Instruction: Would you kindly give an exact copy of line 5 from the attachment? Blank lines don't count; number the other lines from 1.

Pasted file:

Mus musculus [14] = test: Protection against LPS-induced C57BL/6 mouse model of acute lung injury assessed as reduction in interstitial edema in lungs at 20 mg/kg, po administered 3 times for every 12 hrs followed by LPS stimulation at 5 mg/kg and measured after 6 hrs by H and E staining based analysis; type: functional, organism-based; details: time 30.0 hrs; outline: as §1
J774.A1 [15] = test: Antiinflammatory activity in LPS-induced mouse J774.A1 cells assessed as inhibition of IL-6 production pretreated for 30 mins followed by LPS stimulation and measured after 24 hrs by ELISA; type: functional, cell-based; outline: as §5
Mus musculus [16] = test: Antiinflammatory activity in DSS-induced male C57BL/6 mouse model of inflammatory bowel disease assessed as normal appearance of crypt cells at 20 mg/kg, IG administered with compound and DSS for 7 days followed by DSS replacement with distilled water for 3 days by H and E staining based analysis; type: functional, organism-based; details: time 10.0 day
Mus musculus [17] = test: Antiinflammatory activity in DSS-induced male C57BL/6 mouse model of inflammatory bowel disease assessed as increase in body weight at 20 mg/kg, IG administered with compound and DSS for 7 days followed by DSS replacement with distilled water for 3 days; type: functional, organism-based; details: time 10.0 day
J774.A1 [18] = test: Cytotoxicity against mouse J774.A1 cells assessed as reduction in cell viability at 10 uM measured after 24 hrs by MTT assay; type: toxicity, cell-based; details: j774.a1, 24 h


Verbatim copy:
J774.A1 [18] = test: Cytotoxicity against mouse J774.A1 cells assessed as reduction in cell viability at 10 uM measured after 24 hrs by MTT assay; type: toxicity, cell-based; details: j774.a1, 24 h